By Paul Veron
While gulls, with their close association with we humans, tend to stir strong emotions (both positive and negative), few would argue that they are not iconic symbols of our Island lives. We are indeed most fortunate to host numbers of lesser black-backed gulls of international importance, and herring gulls and great black-backed gulls of regional significance. However…we now know that gulls across their European range are struggling to maintain their numbers, with herring gulls listed in the UK’s Red Data Book (Birds of Conservation Concern 3: download here) as “Red” (i.e. most conservation concern) (and in Jersey as “Amber”: download full list here). Lesser black-backed gulls and great black-backed gulls appear to be following close behind with Amber status (medium concern) in the UK. The herring gull population across the UK appears to have fallen by more than 50% in the last 30 years!
The exact reasons for such declines are now under study in several countries, but changes to solid waste disposal practice (with the closure of landfill sites) and reductions in fisheries discards at sea are believed to be major factors. With the knowledge that the Channel Islands’ only remaining landfill (Chouet Landfill on Guernsey) is due to be closed for organic refuse in the foreseeable future, we expect some further large-scale changes to the gull populations in the Channel Islands. This was the primary driver for establishing gull research using colour ringing of both adults and chicks. Although the projects were established in 2008, they received a major boost when the North Thames Gull Group effectively became our partner in 2009. Every year since, members of this UK specialist gull catching group have visited Guernsey for a week to cannon net and colour ring gulls at Chouet Landfill.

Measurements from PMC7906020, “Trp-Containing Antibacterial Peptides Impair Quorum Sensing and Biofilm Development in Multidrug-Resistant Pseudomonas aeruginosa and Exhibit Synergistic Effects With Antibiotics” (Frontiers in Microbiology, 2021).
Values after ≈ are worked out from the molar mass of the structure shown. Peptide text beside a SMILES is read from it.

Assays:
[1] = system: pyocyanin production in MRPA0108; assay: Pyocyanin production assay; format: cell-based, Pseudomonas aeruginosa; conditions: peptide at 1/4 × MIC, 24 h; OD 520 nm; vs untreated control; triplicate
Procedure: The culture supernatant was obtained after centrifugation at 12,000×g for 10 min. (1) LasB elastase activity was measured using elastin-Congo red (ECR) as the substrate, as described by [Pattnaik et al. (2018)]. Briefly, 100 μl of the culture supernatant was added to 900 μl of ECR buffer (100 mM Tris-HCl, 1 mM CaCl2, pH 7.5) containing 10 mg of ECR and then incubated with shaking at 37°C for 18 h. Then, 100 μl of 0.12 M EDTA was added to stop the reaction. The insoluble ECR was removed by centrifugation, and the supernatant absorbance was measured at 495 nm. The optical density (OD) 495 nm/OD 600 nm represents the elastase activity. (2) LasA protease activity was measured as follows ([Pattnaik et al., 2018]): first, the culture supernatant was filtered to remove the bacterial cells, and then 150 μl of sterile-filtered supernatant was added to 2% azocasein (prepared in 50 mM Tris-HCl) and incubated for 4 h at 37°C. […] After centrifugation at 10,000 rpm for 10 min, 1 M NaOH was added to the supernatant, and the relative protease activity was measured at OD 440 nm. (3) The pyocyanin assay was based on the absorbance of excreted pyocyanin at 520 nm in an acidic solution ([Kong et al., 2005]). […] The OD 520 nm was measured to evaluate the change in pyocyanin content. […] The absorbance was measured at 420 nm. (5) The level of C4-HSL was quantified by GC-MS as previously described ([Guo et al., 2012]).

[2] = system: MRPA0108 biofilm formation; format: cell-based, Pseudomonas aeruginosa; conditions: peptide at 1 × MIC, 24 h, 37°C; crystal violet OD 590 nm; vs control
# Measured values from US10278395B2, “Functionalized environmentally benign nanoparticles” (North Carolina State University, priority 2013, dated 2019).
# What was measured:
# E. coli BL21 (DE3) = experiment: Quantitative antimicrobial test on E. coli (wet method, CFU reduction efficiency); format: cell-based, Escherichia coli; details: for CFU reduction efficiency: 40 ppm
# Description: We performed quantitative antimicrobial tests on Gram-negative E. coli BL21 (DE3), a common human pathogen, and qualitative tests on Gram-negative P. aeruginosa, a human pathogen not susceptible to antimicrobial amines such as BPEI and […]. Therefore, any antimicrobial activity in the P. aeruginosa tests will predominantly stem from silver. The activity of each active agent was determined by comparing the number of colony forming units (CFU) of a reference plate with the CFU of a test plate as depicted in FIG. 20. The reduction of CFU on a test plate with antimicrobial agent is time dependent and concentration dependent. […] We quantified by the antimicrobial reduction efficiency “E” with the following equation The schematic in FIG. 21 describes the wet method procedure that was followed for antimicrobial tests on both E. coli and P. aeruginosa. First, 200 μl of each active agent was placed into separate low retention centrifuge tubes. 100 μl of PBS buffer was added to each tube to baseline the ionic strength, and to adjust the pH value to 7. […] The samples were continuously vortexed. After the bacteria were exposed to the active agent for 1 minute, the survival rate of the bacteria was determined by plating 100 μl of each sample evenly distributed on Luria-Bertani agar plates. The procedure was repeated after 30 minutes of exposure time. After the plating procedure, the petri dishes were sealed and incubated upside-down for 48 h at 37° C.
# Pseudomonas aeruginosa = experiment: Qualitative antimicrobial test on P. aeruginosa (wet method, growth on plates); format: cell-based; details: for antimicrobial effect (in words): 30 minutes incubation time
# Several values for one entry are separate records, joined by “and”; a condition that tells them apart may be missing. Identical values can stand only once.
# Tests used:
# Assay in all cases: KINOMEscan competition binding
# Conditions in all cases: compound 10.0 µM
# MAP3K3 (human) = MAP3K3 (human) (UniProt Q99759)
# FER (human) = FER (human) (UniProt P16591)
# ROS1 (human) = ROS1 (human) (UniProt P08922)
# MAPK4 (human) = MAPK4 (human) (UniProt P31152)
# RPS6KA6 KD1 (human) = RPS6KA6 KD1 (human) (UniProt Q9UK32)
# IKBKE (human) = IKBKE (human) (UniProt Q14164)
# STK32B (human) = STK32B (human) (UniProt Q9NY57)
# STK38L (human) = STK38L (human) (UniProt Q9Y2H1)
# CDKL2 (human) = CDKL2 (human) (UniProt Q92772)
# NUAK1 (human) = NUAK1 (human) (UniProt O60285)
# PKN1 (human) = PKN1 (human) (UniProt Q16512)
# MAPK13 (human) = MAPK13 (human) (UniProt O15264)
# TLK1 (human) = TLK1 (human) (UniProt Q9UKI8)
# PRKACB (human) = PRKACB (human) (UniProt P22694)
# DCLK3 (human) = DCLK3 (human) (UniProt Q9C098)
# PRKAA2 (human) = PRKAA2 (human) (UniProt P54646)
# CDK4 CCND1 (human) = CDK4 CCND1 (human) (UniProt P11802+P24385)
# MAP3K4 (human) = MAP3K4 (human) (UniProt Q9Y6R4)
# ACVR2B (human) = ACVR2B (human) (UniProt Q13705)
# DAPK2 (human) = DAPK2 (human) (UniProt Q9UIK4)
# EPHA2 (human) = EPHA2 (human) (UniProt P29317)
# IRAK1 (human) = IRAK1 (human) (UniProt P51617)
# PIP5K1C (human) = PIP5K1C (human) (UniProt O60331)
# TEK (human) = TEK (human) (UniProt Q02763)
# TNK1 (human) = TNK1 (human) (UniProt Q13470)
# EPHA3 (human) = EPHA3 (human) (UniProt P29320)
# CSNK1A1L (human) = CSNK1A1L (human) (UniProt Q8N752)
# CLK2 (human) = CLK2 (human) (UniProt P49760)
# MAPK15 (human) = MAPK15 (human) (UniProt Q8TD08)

As a result of this collaboration, and also the ringing of gull chicks in the islands, we are now building a very valuable database of sightings records, which will help reveal the complex lifestyles of our gulls, including their migration strategies and survival rates. Not only will this ultimately help in the conservation and understanding of gulls here in the Channel Islands, but as our projects are now amongst the largest such studies in Europe (9,507 gulls have been ringed since 2008) they will be of value elsewhere too.
With a reasonable sample of gulls now being colour ringed, they are easy to spot around the islands. It is evident that many of Jersey’s breeding herring gulls visit Chouet
Landfill at some point during the breeding season, although they are less frequent there at other times of year. Every colour ring observation is of value, and they are very easy to report direct via a specially designed web site. Reporters get the benefit of being able to instantly see the full life history of the gull they are reporting.
It will be very much appreciated if any colour ringed gulls seen could be reported through Guernsey Gulls here (register for convenience and follow easy instructions).